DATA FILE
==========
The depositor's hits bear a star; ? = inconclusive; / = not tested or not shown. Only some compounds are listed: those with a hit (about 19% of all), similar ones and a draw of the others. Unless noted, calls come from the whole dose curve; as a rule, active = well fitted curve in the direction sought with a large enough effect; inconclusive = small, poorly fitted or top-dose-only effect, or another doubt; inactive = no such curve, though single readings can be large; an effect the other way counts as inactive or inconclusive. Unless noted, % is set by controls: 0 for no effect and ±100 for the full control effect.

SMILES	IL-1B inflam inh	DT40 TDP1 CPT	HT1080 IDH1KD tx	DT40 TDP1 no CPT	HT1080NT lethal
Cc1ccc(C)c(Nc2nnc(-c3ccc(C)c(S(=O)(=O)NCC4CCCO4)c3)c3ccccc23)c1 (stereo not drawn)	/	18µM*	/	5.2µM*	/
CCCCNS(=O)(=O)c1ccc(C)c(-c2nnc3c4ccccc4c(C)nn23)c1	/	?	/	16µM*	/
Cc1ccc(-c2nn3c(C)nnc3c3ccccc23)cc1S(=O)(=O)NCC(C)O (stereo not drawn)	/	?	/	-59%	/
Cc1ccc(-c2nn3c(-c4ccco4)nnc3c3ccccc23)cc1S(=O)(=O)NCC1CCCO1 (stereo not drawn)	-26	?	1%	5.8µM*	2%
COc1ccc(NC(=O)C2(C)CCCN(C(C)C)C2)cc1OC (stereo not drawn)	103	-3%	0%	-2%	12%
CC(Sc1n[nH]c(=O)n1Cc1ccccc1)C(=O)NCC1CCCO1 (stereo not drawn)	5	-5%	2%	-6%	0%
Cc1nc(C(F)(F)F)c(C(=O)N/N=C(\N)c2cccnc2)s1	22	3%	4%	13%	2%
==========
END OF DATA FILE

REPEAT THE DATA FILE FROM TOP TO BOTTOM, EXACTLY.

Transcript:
The depositor's hits bear a star; ? = inconclusive; / = not tested or not shown. Only some compounds are listed: those with a hit (about 19% of all), similar ones and a draw of the others. Unless noted, calls come from the whole dose curve; as a rule, active = well fitted curve in the direction sought with a large enough effect; inconclusive = small, poorly fitted or top-dose-only effect, or another doubt; inactive = no such curve, though single readings can be large; an effect the other way counts as inactive or inconclusive. Unless noted, % is set by controls: 0 for no effect and ±100 for the full control effect.

SMILES	IL-1B inflam inh	DT40 TDP1 CPT	HT1080 IDH1KD tx	DT40 TDP1 no CPT	HT1080NT lethal
Cc1ccc(C)c(Nc2nnc(-c3ccc(C)c(S(=O)(=O)NCC4CCCO4)c3)c3ccccc23)c1 (stereo not drawn)	/	18µM*	/	5.2µM*	/
CCCCNS(=O)(=O)c1ccc(C)c(-c2nnc3c4ccccc4c(C)nn23)c1	/	?	/	16µM*	/
Cc1ccc(-c2nn3c(C)nnc3c3ccccc23)cc1S(=O)(=O)NCC(C)O (stereo not drawn)	/	?	/	-59%	/
Cc1ccc(-c2nn3c(-c4ccco4)nnc3c3ccccc23)cc1S(=O)(=O)NCC1CCCO1 (stereo not drawn)	-26	?	1%	5.8µM*	2%
COc1ccc(NC(=O)C2(C)CCCN(C(C)C)C2)cc1OC (stereo not drawn)	103	-3%	0%	-2%	12%
CC(Sc1n[nH]c(=O)n1Cc1ccccc1)C(=O)NCC1CCCO1 (stereo not drawn)	5	-5%	2%	-6%	0%
Cc1nc(C(F)(F)F)c(C(=O)N/N=C(\N)c2cccnc2)s1	22	3%	4%	13%	2%